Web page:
Uber and Lyft Drivers Rally For Right to Form Unions

John Zapata, a 53-year-old Uber driver, holds up a banner at the rally on Tuesday

Uber and Lyft drivers protested outside the Taxi and Limousine Commission’s headquarters in Queens on Sept. 27 demanding the right to unionize.

The protest was organized by the Local 1181 chapter of the Amalgamated Transit Union, the largest labor union representing transit workers from the U.S. and Canada.

Around 30 angry drivers and ATU members had gathered, brandishing banners accusing Uber and Lyft of exploiting them. Syed Manzar, a 55-year-old driver, stood on a makeshift podium and shouted slogans through a megaphone as protesters followed suit.

“What do we want?”

“Union!”

“When do we want it?”

“Now!”

Uber and Lyft drivers are independent contractors, not employees, and hence do not have the right to form unions. This means that they cannot collectively bargain or negotiate with the company on matters like pay rates. Drivers feel that without a union, companies like Uber can act any way they want and exploit drivers for their own profit.

“This is 2016. Expenses are high, and our fares are low like it’s the 70s,” driver Jesus Garay told the crowd.

Drivers gathered at the rally said that fare cuts, like Uber’s 15% one in January, forced them to work longer to make the same amount of money. Moreover, starting in November, drivers will not be allowed to drive more than 12 hours per day or 72 hours per week, according to a new law. Drivers say that this will make paying bills even more difficult.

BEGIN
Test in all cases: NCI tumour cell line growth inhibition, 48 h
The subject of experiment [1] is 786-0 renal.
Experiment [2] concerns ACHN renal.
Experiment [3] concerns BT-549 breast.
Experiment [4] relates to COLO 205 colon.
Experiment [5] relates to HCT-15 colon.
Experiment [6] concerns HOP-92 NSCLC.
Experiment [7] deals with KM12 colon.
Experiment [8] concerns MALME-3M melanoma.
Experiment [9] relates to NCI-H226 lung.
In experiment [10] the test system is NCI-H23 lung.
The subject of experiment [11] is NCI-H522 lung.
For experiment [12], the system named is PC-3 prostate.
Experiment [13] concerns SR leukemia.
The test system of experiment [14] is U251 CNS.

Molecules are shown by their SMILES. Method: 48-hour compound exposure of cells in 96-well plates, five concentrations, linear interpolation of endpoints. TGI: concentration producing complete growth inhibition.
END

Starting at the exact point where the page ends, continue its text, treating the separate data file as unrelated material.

“The low fares are not fair given the fines that we have to pay,” said Evelyn Garcia, a 51-year-old Dominican immigrant and taxi driver who was fined for an illegal street hail, or picking up waiting passengers from the street without using the app. This April, the city council increased penalties for illegal street hails to up to $10,000.

“Sometimes you have to pay your bills, and there’s no way to do it. You have to do what you need to do,” said Garcia when asked why drivers continue to pick up passengers illegally.

Since February, the ATU has collected 14,000 signatures from drivers working for Uber, Lyft and other app-based transit companies for a petition demanding the right to unionize. The signatures were submitted to the National Labor Relations Board, the federal authority that makes decisions regarding unions.

The ATU also submitted a letter to the TLC Commissioner on behalf of the 14,000 drivers urging the TLC to hold an election for drivers to determine which union they wanted to be represented by.

“We are here to ensure that your right to organize is recognized,” City Councilman I. Daneek Miller, former President of the ATU Local 1056, told the crowd.

“We have already introduced a legislation similar to the one in Seattle,” said Councilman Miller referring to the first-of-its-kind law that Seattle passed last December allowing drivers at companies like Uber to form unions.

“The 14,000 signatures will certainly give us a good reason to move forward,” said Councilman Miller.